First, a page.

Think back to your last board meeting. What did you discuss? Now, consider this: What if everything that was said became public?

Your organization may use virtual platforms for some or all of its meetings. Online sites like Zoom, Microsoft Teams, Google Meet, and Skype have made it easy for people to connect—across time zones and around the globe. They have transformed how we collaborate, hold meetings, and document discussions. They have also made us vulnerable to new risks. (Click Read More for the Seven Tips)

Brotherhood Mutual offers 7 tips for keeping your virtual meetings safe, especially recorded meetings:

1) Treat all virtual meetings as if they are in-person meetings. Sitting at home in your pajamas may lend an air of casualness to an online meeting, but it’s important to remember to speak and behave professionally.

2) Learn the laws in your state. Consent laws for recording conversations vary by state. State laws can range from needing one-party consent—meaning the person making the recording must be a part of the conversation or gain consent from one of the people involved—to needing consent from all parties before recording them. Some states specify what’s legal if you’re recording video/audio or simply audio. Also, learn what’s permissible in your state when it comes to recording minors.

3) Be transparent. If you are recording a meeting, inform all participants at the start of the session that you are doing so—this tends to keep people on their best behavior. Explain why you are preserving the meeting. It’s a good practice to do this even if your state laws don’t require it.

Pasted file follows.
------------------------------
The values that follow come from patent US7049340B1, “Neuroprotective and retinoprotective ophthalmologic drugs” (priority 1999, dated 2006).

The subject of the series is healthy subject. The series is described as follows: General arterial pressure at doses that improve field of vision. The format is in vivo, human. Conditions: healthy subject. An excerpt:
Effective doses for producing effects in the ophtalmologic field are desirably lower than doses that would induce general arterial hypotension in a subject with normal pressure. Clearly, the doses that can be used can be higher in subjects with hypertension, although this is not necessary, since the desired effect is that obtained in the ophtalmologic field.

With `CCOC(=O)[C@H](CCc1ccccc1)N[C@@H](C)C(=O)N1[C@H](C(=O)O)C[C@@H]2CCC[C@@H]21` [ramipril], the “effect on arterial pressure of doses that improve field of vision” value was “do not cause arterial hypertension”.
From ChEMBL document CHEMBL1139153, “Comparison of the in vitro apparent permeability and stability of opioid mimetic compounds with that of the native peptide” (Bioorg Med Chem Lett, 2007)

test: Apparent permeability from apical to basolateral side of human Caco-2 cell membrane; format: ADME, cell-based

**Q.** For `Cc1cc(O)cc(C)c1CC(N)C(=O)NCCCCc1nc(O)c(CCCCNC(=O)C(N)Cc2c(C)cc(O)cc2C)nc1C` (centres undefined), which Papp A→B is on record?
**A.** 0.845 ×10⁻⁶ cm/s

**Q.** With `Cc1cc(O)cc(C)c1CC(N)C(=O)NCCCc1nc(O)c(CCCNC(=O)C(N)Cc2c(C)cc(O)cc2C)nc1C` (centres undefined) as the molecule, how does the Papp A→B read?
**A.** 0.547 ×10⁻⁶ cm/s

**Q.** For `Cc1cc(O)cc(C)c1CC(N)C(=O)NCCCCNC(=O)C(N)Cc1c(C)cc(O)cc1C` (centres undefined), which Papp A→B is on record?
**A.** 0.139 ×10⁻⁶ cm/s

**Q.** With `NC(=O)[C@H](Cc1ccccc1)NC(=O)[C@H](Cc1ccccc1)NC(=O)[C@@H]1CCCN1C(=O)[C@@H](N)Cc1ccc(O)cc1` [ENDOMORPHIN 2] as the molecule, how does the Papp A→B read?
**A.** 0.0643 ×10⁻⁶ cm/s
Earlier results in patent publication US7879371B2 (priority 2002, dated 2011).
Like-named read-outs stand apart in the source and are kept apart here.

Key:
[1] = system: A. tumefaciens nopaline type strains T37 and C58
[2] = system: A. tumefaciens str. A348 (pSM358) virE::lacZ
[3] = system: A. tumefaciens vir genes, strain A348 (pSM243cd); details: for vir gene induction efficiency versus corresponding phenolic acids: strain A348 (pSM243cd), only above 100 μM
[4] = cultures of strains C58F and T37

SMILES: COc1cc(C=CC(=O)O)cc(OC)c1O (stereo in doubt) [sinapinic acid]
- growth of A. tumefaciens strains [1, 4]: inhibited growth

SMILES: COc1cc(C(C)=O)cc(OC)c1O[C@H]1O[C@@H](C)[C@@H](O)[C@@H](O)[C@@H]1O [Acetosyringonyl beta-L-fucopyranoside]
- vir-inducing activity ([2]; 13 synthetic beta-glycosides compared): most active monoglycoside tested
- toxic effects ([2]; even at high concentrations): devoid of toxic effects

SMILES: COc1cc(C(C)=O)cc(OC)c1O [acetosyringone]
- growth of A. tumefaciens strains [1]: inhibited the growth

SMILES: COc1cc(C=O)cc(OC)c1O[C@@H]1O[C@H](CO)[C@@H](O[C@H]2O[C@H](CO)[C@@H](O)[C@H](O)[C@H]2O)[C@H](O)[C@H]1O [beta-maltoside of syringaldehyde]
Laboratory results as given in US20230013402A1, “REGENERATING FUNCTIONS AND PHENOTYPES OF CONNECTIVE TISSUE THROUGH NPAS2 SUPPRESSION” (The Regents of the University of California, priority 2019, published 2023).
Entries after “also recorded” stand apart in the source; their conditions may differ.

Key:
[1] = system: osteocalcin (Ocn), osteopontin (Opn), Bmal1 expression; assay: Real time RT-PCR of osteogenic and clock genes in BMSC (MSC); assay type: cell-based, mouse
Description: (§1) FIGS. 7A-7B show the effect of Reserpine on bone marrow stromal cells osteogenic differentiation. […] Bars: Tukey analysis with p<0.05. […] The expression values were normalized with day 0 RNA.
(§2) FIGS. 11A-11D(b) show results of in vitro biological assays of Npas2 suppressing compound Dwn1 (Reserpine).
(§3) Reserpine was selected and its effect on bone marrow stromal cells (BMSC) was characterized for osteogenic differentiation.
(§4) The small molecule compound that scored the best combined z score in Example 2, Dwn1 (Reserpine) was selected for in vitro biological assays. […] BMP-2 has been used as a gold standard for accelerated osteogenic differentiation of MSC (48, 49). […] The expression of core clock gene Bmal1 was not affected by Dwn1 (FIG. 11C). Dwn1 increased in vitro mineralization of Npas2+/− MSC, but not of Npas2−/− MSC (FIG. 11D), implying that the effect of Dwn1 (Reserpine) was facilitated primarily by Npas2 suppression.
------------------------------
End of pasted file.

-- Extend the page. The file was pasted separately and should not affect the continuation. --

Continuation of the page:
4) Put a lock on recordings. Many online platforms allow the organizer to lock out a participant’s ability to secretly record the meeting in the setup. Note, that this only prevents a participant from creating a recording through the platform. You cannot prevent someone from hitting record on their phone or using other capturing software. Ask participants not to record or share the meeting at the beginning of each virtual get-together.

5) Encrypt your meetings with private keys. Some online platforms will offer meeting organizers extra security. Organizers can send attendees a code to attend the meeting that is separate from the link used to access the meeting. This helps prevent hackers from breaking into your meeting.

6) Use unique names for stored recordings. Do not store your videos with the default name assigned to your recording by the online platform. Use an unpredictable name that makes the video harder to find by unauthorized users.

7) Take care where you store your recordings. Ensure your online storage/cloud service is encrypted and all file settings are set to private. Online storage services, like Dropbox or Google Drive, use their own language, so look to turn off or disable file settings that say public, shared, or shareable. In addition to a unique recording name, a strong password for your cloud account adds an additional layer of security.

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Brigada wants to know, what steps have you been taking to secure online meeting spaces?